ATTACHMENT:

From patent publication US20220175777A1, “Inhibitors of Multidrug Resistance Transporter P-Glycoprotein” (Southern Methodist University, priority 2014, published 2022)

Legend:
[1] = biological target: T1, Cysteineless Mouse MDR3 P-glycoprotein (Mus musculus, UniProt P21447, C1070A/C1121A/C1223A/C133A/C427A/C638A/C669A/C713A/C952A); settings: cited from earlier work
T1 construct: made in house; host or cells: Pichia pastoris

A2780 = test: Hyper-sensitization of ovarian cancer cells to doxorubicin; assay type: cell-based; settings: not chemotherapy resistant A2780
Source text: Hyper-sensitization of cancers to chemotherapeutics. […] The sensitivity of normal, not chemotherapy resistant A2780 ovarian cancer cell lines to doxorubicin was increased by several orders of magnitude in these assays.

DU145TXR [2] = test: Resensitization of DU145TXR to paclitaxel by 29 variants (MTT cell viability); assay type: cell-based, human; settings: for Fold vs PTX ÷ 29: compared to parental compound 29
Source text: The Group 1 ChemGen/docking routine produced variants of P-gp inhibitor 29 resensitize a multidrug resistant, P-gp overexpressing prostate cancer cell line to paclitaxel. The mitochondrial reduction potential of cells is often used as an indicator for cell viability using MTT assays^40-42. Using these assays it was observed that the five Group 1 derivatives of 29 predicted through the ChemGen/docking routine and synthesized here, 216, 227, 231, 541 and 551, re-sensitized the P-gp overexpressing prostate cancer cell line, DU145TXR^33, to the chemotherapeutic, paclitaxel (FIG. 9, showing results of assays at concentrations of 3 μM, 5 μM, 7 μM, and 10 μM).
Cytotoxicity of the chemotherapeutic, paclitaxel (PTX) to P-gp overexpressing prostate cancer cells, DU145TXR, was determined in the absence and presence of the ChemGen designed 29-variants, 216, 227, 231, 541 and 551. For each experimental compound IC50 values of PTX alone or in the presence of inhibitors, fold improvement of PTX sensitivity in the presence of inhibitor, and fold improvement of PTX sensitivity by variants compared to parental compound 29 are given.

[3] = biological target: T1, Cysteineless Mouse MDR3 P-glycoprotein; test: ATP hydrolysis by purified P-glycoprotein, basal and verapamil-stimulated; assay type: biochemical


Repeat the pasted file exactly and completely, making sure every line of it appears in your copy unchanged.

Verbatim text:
From patent publication US20220175777A1, “Inhibitors of Multidrug Resistance Transporter P-Glycoprotein” (Southern Methodist University, priority 2014, published 2022)

Legend:
[1] = biological target: T1, Cysteineless Mouse MDR3 P-glycoprotein (Mus musculus, UniProt P21447, C1070A/C1121A/C1223A/C133A/C427A/C638A/C669A/C713A/C952A); settings: cited from earlier work
T1 construct: made in house; host or cells: Pichia pastoris

A2780 = test: Hyper-sensitization of ovarian cancer cells to doxorubicin; assay type: cell-based; settings: not chemotherapy resistant A2780
Source text: Hyper-sensitization of cancers to chemotherapeutics. […] The sensitivity of normal, not chemotherapy resistant A2780 ovarian cancer cell lines to doxorubicin was increased by several orders of magnitude in these assays.

DU145TXR [2] = test: Resensitization of DU145TXR to paclitaxel by 29 variants (MTT cell viability); assay type: cell-based, human; settings: for Fold vs PTX ÷ 29: compared to parental compound 29
Source text: The Group 1 ChemGen/docking routine produced variants of P-gp inhibitor 29 resensitize a multidrug resistant, P-gp overexpressing prostate cancer cell line to paclitaxel. The mitochondrial reduction potential of cells is often used as an indicator for cell viability using MTT assays^40-42. Using these assays it was observed that the five Group 1 derivatives of 29 predicted through the ChemGen/docking routine and synthesized here, 216, 227, 231, 541 and 551, re-sensitized the P-gp overexpressing prostate cancer cell line, DU145TXR^33, to the chemotherapeutic, paclitaxel (FIG. 9, showing results of assays at concentrations of 3 μM, 5 μM, 7 μM, and 10 μM).
Cytotoxicity of the chemotherapeutic, paclitaxel (PTX) to P-gp overexpressing prostate cancer cells, DU145TXR, was determined in the absence and presence of the ChemGen designed 29-variants, 216, 227, 231, 541 and 551. For each experimental compound IC50 values of PTX alone or in the presence of inhibitors, fold improvement of PTX sensitivity in the presence of inhibitor, and fold improvement of PTX sensitivity by variants compared to parental compound 29 are given.

[3] = biological target: T1, Cysteineless Mouse MDR3 P-glycoprotein; test: ATP hydrolysis by purified P-glycoprotein, basal and verapamil-stimulated; assay type: biochemical